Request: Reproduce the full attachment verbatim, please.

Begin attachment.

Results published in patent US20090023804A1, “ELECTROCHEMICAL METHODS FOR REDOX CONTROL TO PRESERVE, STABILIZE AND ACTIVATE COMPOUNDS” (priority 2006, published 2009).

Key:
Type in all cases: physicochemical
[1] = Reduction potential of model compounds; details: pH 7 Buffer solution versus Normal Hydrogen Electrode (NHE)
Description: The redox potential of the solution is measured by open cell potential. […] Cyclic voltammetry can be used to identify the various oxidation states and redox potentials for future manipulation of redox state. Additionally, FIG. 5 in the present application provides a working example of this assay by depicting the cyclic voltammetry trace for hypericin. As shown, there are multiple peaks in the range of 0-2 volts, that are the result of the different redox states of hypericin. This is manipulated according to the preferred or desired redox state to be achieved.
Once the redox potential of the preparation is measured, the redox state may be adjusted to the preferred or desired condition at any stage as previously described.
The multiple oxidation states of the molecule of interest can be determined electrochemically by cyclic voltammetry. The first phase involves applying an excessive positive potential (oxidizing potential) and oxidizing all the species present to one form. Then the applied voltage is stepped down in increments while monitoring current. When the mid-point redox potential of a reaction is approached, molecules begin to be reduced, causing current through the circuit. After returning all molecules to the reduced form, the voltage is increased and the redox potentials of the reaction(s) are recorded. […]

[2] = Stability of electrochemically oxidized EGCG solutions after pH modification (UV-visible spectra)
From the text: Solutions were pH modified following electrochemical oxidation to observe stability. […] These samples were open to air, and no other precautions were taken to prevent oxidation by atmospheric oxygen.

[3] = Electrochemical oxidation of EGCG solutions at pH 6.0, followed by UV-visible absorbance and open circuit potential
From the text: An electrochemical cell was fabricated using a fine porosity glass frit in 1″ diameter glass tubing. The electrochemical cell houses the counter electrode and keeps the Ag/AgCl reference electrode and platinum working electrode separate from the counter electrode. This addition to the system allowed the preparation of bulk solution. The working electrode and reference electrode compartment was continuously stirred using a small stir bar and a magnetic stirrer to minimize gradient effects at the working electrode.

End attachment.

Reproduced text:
Results published in patent US20090023804A1, “ELECTROCHEMICAL METHODS FOR REDOX CONTROL TO PRESERVE, STABILIZE AND ACTIVATE COMPOUNDS” (priority 2006, published 2009).

Key:
Type in all cases: physicochemical
[1] = Reduction potential of model compounds; details: pH 7 Buffer solution versus Normal Hydrogen Electrode (NHE)
Description: The redox potential of the solution is measured by open cell potential. […] Cyclic voltammetry can be used to identify the various oxidation states and redox potentials for future manipulation of redox state. Additionally, FIG. 5 in the present application provides a working example of this assay by depicting the cyclic voltammetry trace for hypericin. As shown, there are multiple peaks in the range of 0-2 volts, that are the result of the different redox states of hypericin. This is manipulated according to the preferred or desired redox state to be achieved.
Once the redox potential of the preparation is measured, the redox state may be adjusted to the preferred or desired condition at any stage as previously described.
The multiple oxidation states of the molecule of interest can be determined electrochemically by cyclic voltammetry. The first phase involves applying an excessive positive potential (oxidizing potential) and oxidizing all the species present to one form. Then the applied voltage is stepped down in increments while monitoring current. When the mid-point redox potential of a reaction is approached, molecules begin to be reduced, causing current through the circuit. After returning all molecules to the reduced form, the voltage is increased and the redox potentials of the reaction(s) are recorded. […]

[2] = Stability of electrochemically oxidized EGCG solutions after pH modification (UV-visible spectra)
From the text: Solutions were pH modified following electrochemical oxidation to observe stability. […] These samples were open to air, and no other precautions were taken to prevent oxidation by atmospheric oxygen.

[3] = Electrochemical oxidation of EGCG solutions at pH 6.0, followed by UV-visible absorbance and open circuit potential
From the text: An electrochemical cell was fabricated using a fine porosity glass frit in 1″ diameter glass tubing. The electrochemical cell houses the counter electrode and keeps the Ag/AgCl reference electrode and platinum working electrode separate from the counter electrode. This addition to the system allowed the preparation of bulk solution. The working electrode and reference electrode compartment was continuously stirred using a small stir bar and a magnetic stirrer to minimize gradient effects at the working electrode.